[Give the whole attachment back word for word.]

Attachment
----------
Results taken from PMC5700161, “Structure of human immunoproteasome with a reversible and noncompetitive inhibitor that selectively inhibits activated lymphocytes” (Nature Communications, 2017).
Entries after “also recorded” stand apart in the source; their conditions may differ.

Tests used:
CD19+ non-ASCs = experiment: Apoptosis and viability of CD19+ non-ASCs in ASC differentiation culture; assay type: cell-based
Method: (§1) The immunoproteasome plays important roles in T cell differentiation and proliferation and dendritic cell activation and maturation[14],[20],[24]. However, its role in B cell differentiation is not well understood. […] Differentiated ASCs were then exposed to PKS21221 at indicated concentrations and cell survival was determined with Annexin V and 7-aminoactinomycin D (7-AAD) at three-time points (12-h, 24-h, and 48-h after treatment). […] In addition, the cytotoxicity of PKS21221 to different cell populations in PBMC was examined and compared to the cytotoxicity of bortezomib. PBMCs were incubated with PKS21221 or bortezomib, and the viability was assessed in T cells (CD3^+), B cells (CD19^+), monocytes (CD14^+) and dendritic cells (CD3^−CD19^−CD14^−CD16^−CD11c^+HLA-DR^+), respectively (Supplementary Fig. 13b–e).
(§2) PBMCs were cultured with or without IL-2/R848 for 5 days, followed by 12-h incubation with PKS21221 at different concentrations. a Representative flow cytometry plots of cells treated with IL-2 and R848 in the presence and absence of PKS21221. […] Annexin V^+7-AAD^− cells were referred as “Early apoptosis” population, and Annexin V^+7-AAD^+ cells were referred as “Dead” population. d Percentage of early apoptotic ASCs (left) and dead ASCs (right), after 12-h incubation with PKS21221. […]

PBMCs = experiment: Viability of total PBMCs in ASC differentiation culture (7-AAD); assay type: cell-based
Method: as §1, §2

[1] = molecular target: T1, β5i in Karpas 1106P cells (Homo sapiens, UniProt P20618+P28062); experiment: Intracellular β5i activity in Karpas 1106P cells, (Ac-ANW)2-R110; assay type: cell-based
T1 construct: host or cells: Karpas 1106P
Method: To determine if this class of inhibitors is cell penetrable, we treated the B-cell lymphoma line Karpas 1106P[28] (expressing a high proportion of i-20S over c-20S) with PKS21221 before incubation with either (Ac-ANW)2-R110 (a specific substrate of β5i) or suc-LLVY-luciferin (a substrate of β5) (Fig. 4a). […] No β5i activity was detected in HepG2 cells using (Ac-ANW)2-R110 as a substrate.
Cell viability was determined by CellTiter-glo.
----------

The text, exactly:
Results taken from PMC5700161, “Structure of human immunoproteasome with a reversible and noncompetitive inhibitor that selectively inhibits activated lymphocytes” (Nature Communications, 2017).
Entries after “also recorded” stand apart in the source; their conditions may differ.

Tests used:
CD19+ non-ASCs = experiment: Apoptosis and viability of CD19+ non-ASCs in ASC differentiation culture; assay type: cell-based
Method: (§1) The immunoproteasome plays important roles in T cell differentiation and proliferation and dendritic cell activation and maturation[14],[20],[24]. However, its role in B cell differentiation is not well understood. […] Differentiated ASCs were then exposed to PKS21221 at indicated concentrations and cell survival was determined with Annexin V and 7-aminoactinomycin D (7-AAD) at three-time points (12-h, 24-h, and 48-h after treatment). […] In addition, the cytotoxicity of PKS21221 to different cell populations in PBMC was examined and compared to the cytotoxicity of bortezomib. PBMCs were incubated with PKS21221 or bortezomib, and the viability was assessed in T cells (CD3^+), B cells (CD19^+), monocytes (CD14^+) and dendritic cells (CD3^−CD19^−CD14^−CD16^−CD11c^+HLA-DR^+), respectively (Supplementary Fig. 13b–e).
(§2) PBMCs were cultured with or without IL-2/R848 for 5 days, followed by 12-h incubation with PKS21221 at different concentrations. a Representative flow cytometry plots of cells treated with IL-2 and R848 in the presence and absence of PKS21221. […] Annexin V^+7-AAD^− cells were referred as “Early apoptosis” population, and Annexin V^+7-AAD^+ cells were referred as “Dead” population. d Percentage of early apoptotic ASCs (left) and dead ASCs (right), after 12-h incubation with PKS21221. […]

PBMCs = experiment: Viability of total PBMCs in ASC differentiation culture (7-AAD); assay type: cell-based
Method: as §1, §2

[1] = molecular target: T1, β5i in Karpas 1106P cells (Homo sapiens, UniProt P20618+P28062); experiment: Intracellular β5i activity in Karpas 1106P cells, (Ac-ANW)2-R110; assay type: cell-based
T1 construct: host or cells: Karpas 1106P
Method: To determine if this class of inhibitors is cell penetrable, we treated the B-cell lymphoma line Karpas 1106P[28] (expressing a high proportion of i-20S over c-20S) with PKS21221 before incubation with either (Ac-ANW)2-R110 (a specific substrate of β5i) or suc-LLVY-luciferin (a substrate of β5) (Fig. 4a). […] No β5i activity was detected in HepG2 cells using (Ac-ANW)2-R110 as a substrate.
Cell viability was determined by CellTiter-glo.